The Russian services not only messed with our heads (Goal 1), they also may have actually put their thumb on the American electoral scale. There’s no telling the impact of the latter, though. It's not just unknown, it’s unknowable, despite White House tweets — during the committee hearing, no less — that Comey had said the Russians had no effect, which was something the FBI director emphasized that he had not addressed.

The third space you need to watch: House Intelligence Committee Chairman Devin Nunes was right to fear a cloud over the White House for a long time.

Senior committee Democrat Adam SchiffAdam Bennett SchiffIntel panel expects to refer more cases of suspected lying to Mueller Adam Schiff: Justice should ‘re-examine’ whether it can indict sitting president Democrats signal growing interest in examining ties between NRA, Russia MORE began the hearing with a remarkable account of the possible collaboration between Team Trump and the Russian Federation. The California congressman was careful not to overreach, caveating potential indictments with the question, "Is it a coincidence that ... ?"

Actually, Rep. Schiff's statement reminded me a lot of Shakespeare's Marc Antony indicting Brutus while reminding us that "Brutus is an honorable man."

As art, Schiff's statement was masterful, and he certainly had some raw material to work with: candidate Trump's inability to criticize Vladimir Putin; Trump adviser Carter Page condemning what he called America's “hypocritical focus on ideas such as democratization, inequality, corruption and regime change” in its dealings with Russia; adviser Roger Stone's self-admitted liaisons with WikiLeaks's Julian Assange and DNC hacker Guccifer 2.0; security adviser J.D. Gordon's shifting story on "softening" platform language on Ukraine; campaign chairman Paul Manafort's long-time role supporting Russian oligarchs and Ukraine's pro-Russian president Viktor Yanukovych.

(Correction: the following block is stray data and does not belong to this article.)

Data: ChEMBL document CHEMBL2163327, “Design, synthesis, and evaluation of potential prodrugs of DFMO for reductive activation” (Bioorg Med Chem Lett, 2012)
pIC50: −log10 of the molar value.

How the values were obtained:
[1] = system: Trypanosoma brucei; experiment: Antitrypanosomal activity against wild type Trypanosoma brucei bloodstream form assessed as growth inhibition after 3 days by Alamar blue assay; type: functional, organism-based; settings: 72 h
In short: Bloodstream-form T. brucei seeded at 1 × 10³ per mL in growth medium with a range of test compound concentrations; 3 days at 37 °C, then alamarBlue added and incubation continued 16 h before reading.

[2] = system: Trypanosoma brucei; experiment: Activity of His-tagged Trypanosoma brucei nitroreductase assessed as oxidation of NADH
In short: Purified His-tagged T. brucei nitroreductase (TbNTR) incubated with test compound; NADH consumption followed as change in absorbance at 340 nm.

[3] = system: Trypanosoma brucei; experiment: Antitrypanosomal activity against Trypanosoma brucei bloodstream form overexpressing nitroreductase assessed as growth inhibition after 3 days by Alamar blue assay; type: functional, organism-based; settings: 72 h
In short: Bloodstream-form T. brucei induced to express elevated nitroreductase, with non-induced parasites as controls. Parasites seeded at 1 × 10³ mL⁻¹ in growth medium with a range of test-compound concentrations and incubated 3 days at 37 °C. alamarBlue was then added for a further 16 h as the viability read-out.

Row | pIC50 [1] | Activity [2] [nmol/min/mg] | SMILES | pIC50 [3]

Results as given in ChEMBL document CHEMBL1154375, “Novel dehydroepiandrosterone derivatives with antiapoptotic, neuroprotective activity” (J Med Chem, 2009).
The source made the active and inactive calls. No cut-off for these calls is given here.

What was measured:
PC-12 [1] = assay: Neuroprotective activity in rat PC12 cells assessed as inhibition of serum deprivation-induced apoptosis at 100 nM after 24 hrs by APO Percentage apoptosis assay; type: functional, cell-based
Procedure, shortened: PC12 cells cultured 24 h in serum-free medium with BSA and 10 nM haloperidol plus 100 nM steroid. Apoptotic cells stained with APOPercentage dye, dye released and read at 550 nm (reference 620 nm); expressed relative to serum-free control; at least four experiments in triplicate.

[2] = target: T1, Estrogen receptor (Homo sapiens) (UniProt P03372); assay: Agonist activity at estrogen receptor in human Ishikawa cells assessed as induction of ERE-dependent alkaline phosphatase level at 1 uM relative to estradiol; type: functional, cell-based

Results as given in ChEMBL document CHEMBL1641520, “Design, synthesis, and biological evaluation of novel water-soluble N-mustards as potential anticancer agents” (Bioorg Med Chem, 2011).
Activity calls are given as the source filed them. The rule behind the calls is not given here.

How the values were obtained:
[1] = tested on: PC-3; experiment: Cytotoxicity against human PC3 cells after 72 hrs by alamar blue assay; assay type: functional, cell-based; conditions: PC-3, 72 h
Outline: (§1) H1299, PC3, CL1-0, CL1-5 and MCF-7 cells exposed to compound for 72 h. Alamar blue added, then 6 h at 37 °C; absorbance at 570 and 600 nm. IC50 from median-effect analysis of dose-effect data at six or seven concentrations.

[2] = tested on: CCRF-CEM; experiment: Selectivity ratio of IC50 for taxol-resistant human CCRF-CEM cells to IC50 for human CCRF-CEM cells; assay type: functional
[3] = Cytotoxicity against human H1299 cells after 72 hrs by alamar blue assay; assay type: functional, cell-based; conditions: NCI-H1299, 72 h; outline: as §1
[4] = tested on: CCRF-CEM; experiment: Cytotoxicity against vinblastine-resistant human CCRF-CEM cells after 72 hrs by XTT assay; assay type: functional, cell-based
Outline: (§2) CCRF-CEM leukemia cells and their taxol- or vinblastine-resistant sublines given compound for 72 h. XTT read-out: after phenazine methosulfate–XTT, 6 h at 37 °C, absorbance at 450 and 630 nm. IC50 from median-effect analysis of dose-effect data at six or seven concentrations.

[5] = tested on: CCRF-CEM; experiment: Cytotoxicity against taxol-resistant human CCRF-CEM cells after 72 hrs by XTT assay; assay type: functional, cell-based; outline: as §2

That's a truly odd concentration of Russian affiliations and pro-Russian voices for a pretty small campaign team, but it might simply reflect that the campaign team was poorly vetted, undisciplined, chaotic and — since Trump was rejected by much of the traditional pool of Republican foreign policy specialists — decidedly non-traditional.

When I arrived in communist Bulgaria as the new air attaché, my predecessor gave me a prescient warning. "You're going to be more successful here," he said, "if you never attribute to malice what can be equally explained by incompetence."

That could apply here. After all, the Russians didn't always need witting accomplices to pull off their covert influence spectacular.

Either way, we need to know more than we do now, even if it will be hard to get to the bottom of all this, and even if we may never get to the absolute clarity that will satisfy either the president's supporters or detractors.

The heartening news is that, based on Monday's testimony, the hunt is in good hands.

 

Gen. Michael Hayden is a former director of the CIA and the National Security Agency.


The views of Contributors are their own and are not the views of The Hill.